By: Rae Mariz
Review copy provided by publisher
Synopsis (from Goodreads): Kid knows her school’s corporate sponsors not-so-secretly monitor her friendships and activities for market research. It’s all a part of the Game; the alternative education system designed to use the addictive kick from video games to encourage academic learning. Everyday, a captive audience of students ages 13-17 enter the nationwide chain store-like Game locations to play.
When a group calling themselves The Unidentified simulates a suicide to protest the power structure of their school, Kid’s investigation into their pranks attracts unwanted attention from the sponsors. As Kid finds out she doesn't have rights to her ideas, her privacy, or identity, she and her friends look for a way to revolt in a place where all acts of rebellion are just spun into the next new ad campaign.
My Review: I was so excited about this book. Dystopia, a nice message about the dangers of consumerism, and a dialogue on privacy. I read reviews from Lenore and Steph Su, and I thought I would love this book. I imagine you can see where this is going. I was pretty underwhelmed. I wasn't able to connect with Kid, and if I can't connect with the main character, it just doesn't work for me.
But, I think this book will have a lot of fans, so I want to highlight some of the things that I think other will like about this book.
While Kid's character didn't work for me, I think a lot of people will like her. She's just an ordinary girl who likes to hang out with her friends and play music. She likes to stay under the radar, doesn't have a lot of ambitions to get "sponsored" and doesn't challenge things in her life. So, while a lot of people could relate to her, I just wanted more from her.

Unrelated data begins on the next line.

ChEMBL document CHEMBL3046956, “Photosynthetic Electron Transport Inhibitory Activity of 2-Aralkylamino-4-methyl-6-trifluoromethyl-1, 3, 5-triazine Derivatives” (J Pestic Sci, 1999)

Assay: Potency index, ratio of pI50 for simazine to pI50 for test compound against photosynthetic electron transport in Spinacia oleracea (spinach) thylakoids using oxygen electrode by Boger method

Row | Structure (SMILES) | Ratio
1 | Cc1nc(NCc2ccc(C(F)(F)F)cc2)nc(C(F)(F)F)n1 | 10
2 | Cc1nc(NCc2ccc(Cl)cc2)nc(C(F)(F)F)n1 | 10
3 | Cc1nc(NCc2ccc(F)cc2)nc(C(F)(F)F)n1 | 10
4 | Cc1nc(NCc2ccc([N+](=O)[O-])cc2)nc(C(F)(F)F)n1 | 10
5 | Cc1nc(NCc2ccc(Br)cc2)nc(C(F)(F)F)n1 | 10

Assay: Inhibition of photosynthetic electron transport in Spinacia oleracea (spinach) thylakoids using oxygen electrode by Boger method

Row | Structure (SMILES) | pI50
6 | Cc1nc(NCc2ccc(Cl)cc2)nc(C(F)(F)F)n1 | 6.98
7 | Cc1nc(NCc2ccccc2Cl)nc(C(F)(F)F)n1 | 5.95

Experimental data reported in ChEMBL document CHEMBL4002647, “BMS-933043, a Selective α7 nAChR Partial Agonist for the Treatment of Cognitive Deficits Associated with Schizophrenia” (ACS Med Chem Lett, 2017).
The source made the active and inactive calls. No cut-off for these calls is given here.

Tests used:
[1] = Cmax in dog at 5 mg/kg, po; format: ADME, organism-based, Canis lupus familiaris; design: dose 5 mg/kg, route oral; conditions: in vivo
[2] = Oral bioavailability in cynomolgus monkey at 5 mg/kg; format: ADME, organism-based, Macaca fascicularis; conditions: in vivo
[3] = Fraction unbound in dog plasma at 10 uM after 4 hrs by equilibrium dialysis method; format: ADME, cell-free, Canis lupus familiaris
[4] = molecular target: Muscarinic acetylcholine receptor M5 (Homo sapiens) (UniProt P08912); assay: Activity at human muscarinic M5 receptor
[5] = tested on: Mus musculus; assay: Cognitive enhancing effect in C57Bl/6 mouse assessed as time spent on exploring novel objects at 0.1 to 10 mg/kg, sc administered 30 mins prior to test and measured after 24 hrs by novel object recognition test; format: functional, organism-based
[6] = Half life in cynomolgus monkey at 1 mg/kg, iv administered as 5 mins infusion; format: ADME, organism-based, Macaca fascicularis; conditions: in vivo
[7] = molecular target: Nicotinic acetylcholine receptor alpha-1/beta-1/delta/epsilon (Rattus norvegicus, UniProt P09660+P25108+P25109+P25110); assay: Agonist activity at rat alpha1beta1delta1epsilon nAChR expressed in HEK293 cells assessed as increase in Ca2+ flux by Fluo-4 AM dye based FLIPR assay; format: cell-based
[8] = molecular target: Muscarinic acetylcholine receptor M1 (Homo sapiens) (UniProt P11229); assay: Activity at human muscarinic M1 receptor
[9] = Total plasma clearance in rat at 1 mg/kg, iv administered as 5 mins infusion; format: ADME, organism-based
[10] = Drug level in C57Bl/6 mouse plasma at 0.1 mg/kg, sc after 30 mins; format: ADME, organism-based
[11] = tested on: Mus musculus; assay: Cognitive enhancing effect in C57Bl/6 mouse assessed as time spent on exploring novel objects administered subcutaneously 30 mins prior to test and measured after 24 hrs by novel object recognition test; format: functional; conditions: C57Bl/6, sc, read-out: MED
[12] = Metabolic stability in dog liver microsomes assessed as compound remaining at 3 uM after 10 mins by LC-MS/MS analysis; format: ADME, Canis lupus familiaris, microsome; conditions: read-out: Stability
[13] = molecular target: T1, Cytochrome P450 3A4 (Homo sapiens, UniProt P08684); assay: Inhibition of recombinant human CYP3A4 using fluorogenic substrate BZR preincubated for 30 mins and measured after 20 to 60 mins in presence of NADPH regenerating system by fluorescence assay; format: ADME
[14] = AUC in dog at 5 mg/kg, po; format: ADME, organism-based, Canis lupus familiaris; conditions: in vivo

I also wasn't fully convinced of the purpose of The Game. I was told that it was supposed to be a solution to the budget crises of the public school system. But, the story didn't show me that that was the case. They had a few text message questions and some other projects, but I really didn't think a lot of learning was happening. No one in their right mind would think that this was an adequate substitute for school.
But, if you can buy into the concept of The Game and see it as a commentary on consumerism and privacy, then you will probably really enjoy the book. One of the things I really liked about the book was how few of Kid's relationships were genuine. Social networking and branding were so important in this society that you never knew the real motivation behind friendships.
So, while this book only left lukewarm feelings in my heart, if you give it a try, I hope it lights your fire.
Drugs and Alcohol: Mild